The Copernicus Sentinel-2A satellite takes us over southern India to the capital of Telangana: Hyderabad.
Home to almost seven million people and covering about 650 sq km, Hyderabad is one of the largest metropolitan areas in India. It lies on the banks of the Musi River, which can be seen running across the middle of the image. Although steeped in history, this rapidly growing metropolis has become a hub of commerce and an international centre for information technology, earning it the nickname of Cyberabad.
Captured on 14 May 2017, the image has been processed to highlight the different features in and around the city. The yellow and browns show the built-up centre while the light greens in the surroundings show arid fields. The shades of darker green depict vegetation and areas covered by trees. Interestingly, the bright blue, which appears, for example, along the Musi River and near other water bodies, is also vegetation such as parkland and grass.
While several lakes can be seen in the image, they are gradually being lost. It has been said that the city once had 7000 lakes, but there are now only about 70 and they are being subjected to pollution as the city expands and develops. Even the city’s most famous lake, the heart-shaped Hussain Sagar, is blighted with pollution from agricultural and industrial waste and municipal sewage.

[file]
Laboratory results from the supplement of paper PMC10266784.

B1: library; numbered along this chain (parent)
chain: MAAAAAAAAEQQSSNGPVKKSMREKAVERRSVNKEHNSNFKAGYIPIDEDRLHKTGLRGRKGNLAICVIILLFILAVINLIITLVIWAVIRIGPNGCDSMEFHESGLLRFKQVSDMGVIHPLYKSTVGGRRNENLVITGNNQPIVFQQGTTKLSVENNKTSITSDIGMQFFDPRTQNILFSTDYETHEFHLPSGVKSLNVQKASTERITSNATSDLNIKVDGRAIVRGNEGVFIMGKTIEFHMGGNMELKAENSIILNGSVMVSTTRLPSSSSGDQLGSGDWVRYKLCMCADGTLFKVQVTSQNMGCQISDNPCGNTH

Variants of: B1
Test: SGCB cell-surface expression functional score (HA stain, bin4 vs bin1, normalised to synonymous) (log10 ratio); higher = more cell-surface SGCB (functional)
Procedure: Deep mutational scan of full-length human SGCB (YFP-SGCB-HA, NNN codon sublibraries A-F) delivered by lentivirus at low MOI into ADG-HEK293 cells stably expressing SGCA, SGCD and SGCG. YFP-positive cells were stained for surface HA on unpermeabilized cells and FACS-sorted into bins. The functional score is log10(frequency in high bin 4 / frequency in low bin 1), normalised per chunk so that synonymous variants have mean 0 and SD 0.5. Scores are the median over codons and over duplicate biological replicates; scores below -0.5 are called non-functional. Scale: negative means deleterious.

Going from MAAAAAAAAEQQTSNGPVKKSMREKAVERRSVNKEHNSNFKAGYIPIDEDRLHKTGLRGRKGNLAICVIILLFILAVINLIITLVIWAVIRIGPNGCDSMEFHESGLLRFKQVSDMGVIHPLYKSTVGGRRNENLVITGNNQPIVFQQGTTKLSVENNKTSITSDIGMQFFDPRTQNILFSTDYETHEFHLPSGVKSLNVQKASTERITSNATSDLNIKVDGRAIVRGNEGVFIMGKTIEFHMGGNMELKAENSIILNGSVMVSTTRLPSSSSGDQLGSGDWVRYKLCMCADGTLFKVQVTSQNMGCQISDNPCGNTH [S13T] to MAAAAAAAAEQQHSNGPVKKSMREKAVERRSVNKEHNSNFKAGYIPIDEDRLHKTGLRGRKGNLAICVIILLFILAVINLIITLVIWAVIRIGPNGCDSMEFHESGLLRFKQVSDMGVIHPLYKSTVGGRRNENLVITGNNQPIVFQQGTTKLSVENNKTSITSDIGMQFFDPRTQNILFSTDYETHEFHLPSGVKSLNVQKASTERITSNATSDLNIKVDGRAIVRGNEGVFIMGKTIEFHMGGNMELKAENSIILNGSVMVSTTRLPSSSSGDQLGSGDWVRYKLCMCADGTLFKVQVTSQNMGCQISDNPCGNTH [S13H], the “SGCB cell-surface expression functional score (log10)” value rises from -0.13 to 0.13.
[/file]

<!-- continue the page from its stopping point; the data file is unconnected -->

The two identical Copernicus Sentinel-2 satellites carry high-resolution cameras working in 13 spectral bands. Images from the mission can be used to monitor pollution in lakes, changes in vegetation and urban growth.
This image is featured on the Earth from Space video programme.
This NASA/ESA Hubble Space Telescope image shows a massive galaxy cluster glowing brightly in the darkness. Despite its beauty, this cluster bears the distinctly unpoetic name of PLCK_G308.3-20.2.
Galaxy clusters can contain thousands of galaxies all held together by the glue of gravity. At one point in time they were believed to be the largest structures in the Universe — until they were usurped in the 1980s by the discovery of superclusters, which typically contain dozens of galaxy clusters and groups and span hundreds of millions of light-years. However, clusters do have one thing to cling on to; superclusters are not held together by gravity, so galaxy clusters still retain the title of the biggest structures in the Universe bound by gravity.